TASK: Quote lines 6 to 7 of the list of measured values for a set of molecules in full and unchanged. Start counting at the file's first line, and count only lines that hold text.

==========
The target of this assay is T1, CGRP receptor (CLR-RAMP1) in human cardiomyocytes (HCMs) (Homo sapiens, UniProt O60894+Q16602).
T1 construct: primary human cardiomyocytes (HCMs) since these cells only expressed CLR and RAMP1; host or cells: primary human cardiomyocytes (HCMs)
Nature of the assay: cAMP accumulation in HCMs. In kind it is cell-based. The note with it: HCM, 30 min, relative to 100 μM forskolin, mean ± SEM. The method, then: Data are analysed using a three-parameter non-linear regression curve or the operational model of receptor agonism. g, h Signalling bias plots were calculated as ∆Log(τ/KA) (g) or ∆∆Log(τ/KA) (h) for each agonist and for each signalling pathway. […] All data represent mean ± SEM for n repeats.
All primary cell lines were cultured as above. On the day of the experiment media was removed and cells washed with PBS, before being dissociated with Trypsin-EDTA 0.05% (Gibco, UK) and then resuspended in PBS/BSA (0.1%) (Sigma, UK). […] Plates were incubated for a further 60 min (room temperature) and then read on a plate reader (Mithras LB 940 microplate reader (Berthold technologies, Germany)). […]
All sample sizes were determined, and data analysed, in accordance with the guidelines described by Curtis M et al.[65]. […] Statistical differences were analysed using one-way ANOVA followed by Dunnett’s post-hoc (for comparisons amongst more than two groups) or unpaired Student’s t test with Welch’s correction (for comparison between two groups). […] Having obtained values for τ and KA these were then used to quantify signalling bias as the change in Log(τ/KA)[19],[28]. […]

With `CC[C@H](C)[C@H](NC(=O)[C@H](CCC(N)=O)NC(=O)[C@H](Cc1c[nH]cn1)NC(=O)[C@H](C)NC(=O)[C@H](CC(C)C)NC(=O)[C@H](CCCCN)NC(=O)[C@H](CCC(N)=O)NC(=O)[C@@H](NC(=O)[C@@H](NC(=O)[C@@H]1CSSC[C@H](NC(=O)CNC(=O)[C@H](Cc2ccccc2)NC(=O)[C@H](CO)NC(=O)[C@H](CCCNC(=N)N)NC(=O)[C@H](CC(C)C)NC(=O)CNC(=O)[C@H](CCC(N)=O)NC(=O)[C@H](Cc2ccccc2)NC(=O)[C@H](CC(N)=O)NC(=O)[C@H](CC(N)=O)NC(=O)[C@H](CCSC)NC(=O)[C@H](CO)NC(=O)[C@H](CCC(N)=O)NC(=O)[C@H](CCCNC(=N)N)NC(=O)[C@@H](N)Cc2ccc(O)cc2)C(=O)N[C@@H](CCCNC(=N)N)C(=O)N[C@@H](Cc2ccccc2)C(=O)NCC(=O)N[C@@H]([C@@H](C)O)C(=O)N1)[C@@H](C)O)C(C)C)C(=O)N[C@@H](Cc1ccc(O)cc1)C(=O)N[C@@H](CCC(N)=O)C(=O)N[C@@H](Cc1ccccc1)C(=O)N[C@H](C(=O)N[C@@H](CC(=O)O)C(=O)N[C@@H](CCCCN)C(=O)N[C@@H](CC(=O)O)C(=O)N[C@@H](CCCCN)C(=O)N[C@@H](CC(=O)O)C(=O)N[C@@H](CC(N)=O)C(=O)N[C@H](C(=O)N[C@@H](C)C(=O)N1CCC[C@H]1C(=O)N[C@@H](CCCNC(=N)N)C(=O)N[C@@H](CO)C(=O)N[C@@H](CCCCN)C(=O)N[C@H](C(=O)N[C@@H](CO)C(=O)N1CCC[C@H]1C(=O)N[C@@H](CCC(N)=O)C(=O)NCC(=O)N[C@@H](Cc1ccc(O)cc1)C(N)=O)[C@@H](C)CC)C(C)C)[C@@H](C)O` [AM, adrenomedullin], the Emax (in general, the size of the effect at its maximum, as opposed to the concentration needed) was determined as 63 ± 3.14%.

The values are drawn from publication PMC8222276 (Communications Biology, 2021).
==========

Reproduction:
With `CC[C@H](C)[C@H](NC(=O)[C@H](CCC(N)=O)NC(=O)[C@H](Cc1c[nH]cn1)NC(=O)[C@H](C)NC(=O)[C@H](CC(C)C)NC(=O)[C@H](CCCCN)NC(=O)[C@H](CCC(N)=O)NC(=O)[C@@H](NC(=O)[C@@H](NC(=O)[C@@H]1CSSC[C@H](NC(=O)CNC(=O)[C@H](Cc2ccccc2)NC(=O)[C@H](CO)NC(=O)[C@H](CCCNC(=N)N)NC(=O)[C@H](CC(C)C)NC(=O)CNC(=O)[C@H](CCC(N)=O)NC(=O)[C@H](Cc2ccccc2)NC(=O)[C@H](CC(N)=O)NC(=O)[C@H](CC(N)=O)NC(=O)[C@H](CCSC)NC(=O)[C@H](CO)NC(=O)[C@H](CCC(N)=O)NC(=O)[C@H](CCCNC(=N)N)NC(=O)[C@@H](N)Cc2ccc(O)cc2)C(=O)N[C@@H](CCCNC(=N)N)C(=O)N[C@@H](Cc2ccccc2)C(=O)NCC(=O)N[C@@H]([C@@H](C)O)C(=O)N1)[C@@H](C)O)C(C)C)C(=O)N[C@@H](Cc1ccc(O)cc1)C(=O)N[C@@H](CCC(N)=O)C(=O)N[C@@H](Cc1ccccc1)C(=O)N[C@H](C(=O)N[C@@H](CC(=O)O)C(=O)N[C@@H](CCCCN)C(=O)N[C@@H](CC(=O)O)C(=O)N[C@@H](CCCCN)C(=O)N[C@@H](CC(=O)O)C(=O)N[C@@H](CC(N)=O)C(=O)N[C@H](C(=O)N[C@@H](C)C(=O)N1CCC[C@H]1C(=O)N[C@@H](CCCNC(=N)N)C(=O)N[C@@H](CO)C(=O)N[C@@H](CCCCN)C(=O)N[C@H](C(=O)N[C@@H](CO)C(=O)N1CCC[C@H]1C(=O)N[C@@H](CCC(N)=O)C(=O)NCC(=O)N[C@@H](Cc1ccc(O)cc1)C(N)=O)[C@@H](C)CC)C(C)C)[C@@H](C)O` [AM, adrenomedullin], the Emax (in general, the size of the effect at its maximum, as opposed to the concentration needed) was determined as 63 ± 3.14%.

The values are drawn from publication PMC8222276 (Communications Biology, 2021).